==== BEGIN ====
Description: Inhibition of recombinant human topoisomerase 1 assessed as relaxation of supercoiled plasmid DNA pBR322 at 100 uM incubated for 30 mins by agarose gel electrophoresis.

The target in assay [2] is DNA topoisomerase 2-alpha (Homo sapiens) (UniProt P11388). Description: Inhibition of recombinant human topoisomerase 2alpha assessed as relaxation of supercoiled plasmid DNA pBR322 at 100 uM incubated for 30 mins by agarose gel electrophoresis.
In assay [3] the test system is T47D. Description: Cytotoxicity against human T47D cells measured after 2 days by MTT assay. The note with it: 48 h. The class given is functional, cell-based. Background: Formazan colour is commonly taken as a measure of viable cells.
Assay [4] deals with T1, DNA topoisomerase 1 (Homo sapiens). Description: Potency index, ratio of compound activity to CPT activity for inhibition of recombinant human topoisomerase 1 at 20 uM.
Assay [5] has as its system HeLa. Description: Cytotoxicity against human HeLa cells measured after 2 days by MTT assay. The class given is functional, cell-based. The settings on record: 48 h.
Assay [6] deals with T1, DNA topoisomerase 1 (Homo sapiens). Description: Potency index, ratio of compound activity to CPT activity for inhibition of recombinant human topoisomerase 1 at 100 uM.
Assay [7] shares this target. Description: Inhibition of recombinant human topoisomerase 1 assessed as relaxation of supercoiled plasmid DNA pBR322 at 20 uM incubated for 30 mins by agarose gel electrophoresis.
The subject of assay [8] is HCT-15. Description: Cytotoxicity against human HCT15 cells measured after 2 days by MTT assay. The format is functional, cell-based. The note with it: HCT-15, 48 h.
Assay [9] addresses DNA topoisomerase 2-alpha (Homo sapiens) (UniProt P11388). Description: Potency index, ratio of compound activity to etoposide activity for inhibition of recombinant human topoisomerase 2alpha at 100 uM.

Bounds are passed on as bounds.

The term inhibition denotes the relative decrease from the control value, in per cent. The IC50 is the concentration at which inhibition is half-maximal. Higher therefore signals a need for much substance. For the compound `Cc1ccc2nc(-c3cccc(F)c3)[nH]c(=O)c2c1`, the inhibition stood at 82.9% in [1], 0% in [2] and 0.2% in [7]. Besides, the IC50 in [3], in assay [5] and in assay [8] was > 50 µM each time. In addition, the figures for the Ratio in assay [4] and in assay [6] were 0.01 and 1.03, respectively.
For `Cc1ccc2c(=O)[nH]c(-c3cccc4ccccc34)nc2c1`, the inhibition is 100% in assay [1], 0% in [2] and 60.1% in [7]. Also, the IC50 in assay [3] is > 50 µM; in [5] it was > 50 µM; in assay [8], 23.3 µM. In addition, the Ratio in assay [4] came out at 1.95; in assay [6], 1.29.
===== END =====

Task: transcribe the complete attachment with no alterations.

Description: Inhibition of recombinant human topoisomerase 1 assessed as relaxation of supercoiled plasmid DNA pBR322 at 100 uM incubated for 30 mins by agarose gel electrophoresis.

The target in assay [2] is DNA topoisomerase 2-alpha (Homo sapiens) (UniProt P11388). Description: Inhibition of recombinant human topoisomerase 2alpha assessed as relaxation of supercoiled plasmid DNA pBR322 at 100 uM incubated for 30 mins by agarose gel electrophoresis.
In assay [3] the test system is T47D. Description: Cytotoxicity against human T47D cells measured after 2 days by MTT assay. The note with it: 48 h. The class given is functional, cell-based. Background: Formazan colour is commonly taken as a measure of viable cells.
Assay [4] deals with T1, DNA topoisomerase 1 (Homo sapiens). Description: Potency index, ratio of compound activity to CPT activity for inhibition of recombinant human topoisomerase 1 at 20 uM.
Assay [5] has as its system HeLa. Description: Cytotoxicity against human HeLa cells measured after 2 days by MTT assay. The class given is functional, cell-based. The settings on record: 48 h.
Assay [6] deals with T1, DNA topoisomerase 1 (Homo sapiens). Description: Potency index, ratio of compound activity to CPT activity for inhibition of recombinant human topoisomerase 1 at 100 uM.
Assay [7] shares this target. Description: Inhibition of recombinant human topoisomerase 1 assessed as relaxation of supercoiled plasmid DNA pBR322 at 20 uM incubated for 30 mins by agarose gel electrophoresis.
The subject of assay [8] is HCT-15. Description: Cytotoxicity against human HCT15 cells measured after 2 days by MTT assay. The format is functional, cell-based. The note with it: HCT-15, 48 h.
Assay [9] addresses DNA topoisomerase 2-alpha (Homo sapiens) (UniProt P11388). Description: Potency index, ratio of compound activity to etoposide activity for inhibition of recombinant human topoisomerase 2alpha at 100 uM.

Bounds are passed on as bounds.

The term inhibition denotes the relative decrease from the control value, in per cent. The IC50 is the concentration at which inhibition is half-maximal. Higher therefore signals a need for much substance. For the compound `Cc1ccc2nc(-c3cccc(F)c3)[nH]c(=O)c2c1`, the inhibition stood at 82.9% in [1], 0% in [2] and 0.2% in [7]. Besides, the IC50 in [3], in assay [5] and in assay [8] was > 50 µM each time. In addition, the figures for the Ratio in assay [4] and in assay [6] were 0.01 and 1.03, respectively.
For `Cc1ccc2c(=O)[nH]c(-c3cccc4ccccc34)nc2c1`, the inhibition is 100% in assay [1], 0% in [2] and 60.1% in [7]. Also, the IC50 in assay [3] is > 50 µM; in [5] it was > 50 µM; in assay [8], 23.3 µM. In addition, the Ratio in assay [4] came out at 1.95; in assay [6], 1.29.